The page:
Kotyk A (1999): Quantities, Symbols, Units and Abbreviations in the Life Sciences: A guide for authors and editors. Humana Press, Totowa, NJ, USA. Matthews JR & Matthews RW (2008): Successful Scientific Writing: A step-by-step guide for the biological and medical sciences. Edn 3. Cambridge University Press, Cambridge, UK. Pechenik JA (2006): A Short Guide to Writing About Biology. Edn 6. Longman, New York. Robinson MS, Stoller FL, Constanza-Robinson M & Jones JK (2008): Write Like a Chemist: A guide and resource. Oxford University Press.

Some important web sites for technical writing
02. 03. 04. 05. http://abacus.bates,edu/~bioslabs/tools/reportrtform.html 06. 07.

Charles Darwin (12 Feb 1809–19 Apr 1882)
Fifth of 6 children of Dr Robert & Susannah Darwin. Married (29 Jan 1839) first cousin Emma Wedgwood. Ten children: 6 boys, 4 girls. Died at 73 yrs age and buried at Westminster Abbey, London, near the grave of Sir Isaac Newton. EDUCATION: Oct. 1825 to University of Edinburgh to study Medicine: Failure; learnt taxidermy from a freed slave John Edmonstone. Brief stint in studying Law. Jan. 1828 joined Christ College, Cambridge for B.A. in Theology. Passed in 1831. Mentors: Rev John Henslow & Rev Adam Sedgwick.

CAREER: Naturalist (27 Dec 1831 – 02 Oct 1836) on HMS Beagle, a survey ship of the Royal Navy, commanded by Capt. Robert FitzRoy (later Vice-Admiral). Charles Darwin HONOURS: 1838: Secretary, Geological Society of London. 24 Jan. 1839: Elected Fellow of the Royal Society. 1853: Royal Medal of the Royal Society. 1859: Wollaston Medal (Highest award of Geological Society of London). 1864: Copley Medal (Highest honour of the Royal Society). 1877: Hon. LL.D. of Univ. of Cambridge (for contributions to the Natural Sciences: Anatomy, Biology, Geography, Geology & Palaeontology).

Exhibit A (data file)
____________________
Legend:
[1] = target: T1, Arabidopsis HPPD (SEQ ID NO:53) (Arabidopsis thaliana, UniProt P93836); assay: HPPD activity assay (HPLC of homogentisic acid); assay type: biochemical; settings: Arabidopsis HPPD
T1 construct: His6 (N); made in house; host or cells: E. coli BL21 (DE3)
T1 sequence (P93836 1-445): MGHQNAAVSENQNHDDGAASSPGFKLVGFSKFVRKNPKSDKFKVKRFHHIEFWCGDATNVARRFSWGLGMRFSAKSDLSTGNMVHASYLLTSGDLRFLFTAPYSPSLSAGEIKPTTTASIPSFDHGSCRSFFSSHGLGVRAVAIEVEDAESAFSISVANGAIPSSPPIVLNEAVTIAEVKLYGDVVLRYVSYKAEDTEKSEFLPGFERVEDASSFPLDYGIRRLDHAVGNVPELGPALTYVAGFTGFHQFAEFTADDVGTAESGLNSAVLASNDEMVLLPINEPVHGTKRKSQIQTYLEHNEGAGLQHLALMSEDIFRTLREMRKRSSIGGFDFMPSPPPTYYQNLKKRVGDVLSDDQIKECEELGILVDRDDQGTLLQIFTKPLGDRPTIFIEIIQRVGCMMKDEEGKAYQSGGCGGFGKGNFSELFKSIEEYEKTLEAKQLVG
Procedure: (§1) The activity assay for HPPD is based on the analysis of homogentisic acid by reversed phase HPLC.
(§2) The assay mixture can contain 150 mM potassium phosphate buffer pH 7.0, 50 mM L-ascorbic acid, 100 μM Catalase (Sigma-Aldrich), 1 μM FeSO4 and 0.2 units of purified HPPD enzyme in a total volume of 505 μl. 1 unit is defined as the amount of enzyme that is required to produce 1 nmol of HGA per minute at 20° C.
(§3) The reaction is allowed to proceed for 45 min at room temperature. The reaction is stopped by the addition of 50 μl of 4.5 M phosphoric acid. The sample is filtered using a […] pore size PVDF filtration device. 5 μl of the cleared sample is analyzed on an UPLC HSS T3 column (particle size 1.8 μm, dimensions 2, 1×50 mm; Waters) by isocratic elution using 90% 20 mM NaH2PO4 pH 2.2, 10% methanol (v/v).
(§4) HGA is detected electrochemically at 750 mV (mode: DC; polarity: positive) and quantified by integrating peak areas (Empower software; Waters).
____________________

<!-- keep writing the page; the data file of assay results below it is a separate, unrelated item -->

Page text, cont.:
The Voyage Of the Beagle

Terms commonly associated with Charles Darwin: 1. “Struggle for existence”: Rev. Thomas Robert Malthus. 2. “Survival of the fittest”: Herbert Spencer (Economist, after reading Darwin‟s 1859 book: “On the Origin of Species…..”. 3. “Evolution by natural selection”: Alfred Russel Wallace.

Major Publications of Charles Darwin 1837-1856(?) : Transmutation of Species (Journal) 1838-1843 : Zoology of the Voyage of HMS Beagle (5 volumes) 1839 : The Voyage of the Beagle – Journal & Remarks 1842 : The Structure and Distribution of Coral Reefs 1844 : Geological Observations on South America. : Volcanic Islands. 1859 : On the Origin of Species by Means of Natural Selection. 1862 : Fertilization of Orchids. 1865 : The Movements and Habits of Climbing Plants. 1868 : The Variation of Animals and Plants under Domestication. (1875: Revised Edition). 1871 : The Descent of Man, and Selection in Relation to Sex. 1872 : The Expression of Emotion in Man and Animals. 1875 : Insectivorous Plants. 1876 : Effects of Cross and Self Fertilization in the Vegetable Kingdom. 1877 : The Different Forms of Flowers on Plants of the same Species. 1881 : The Formation of Vegetable Mould, through the Action of Worms. 1887 : Autobiography of Charles Darwin: Recollections of the Development of My Mind and Character. Edited by Sir Francis Darwin.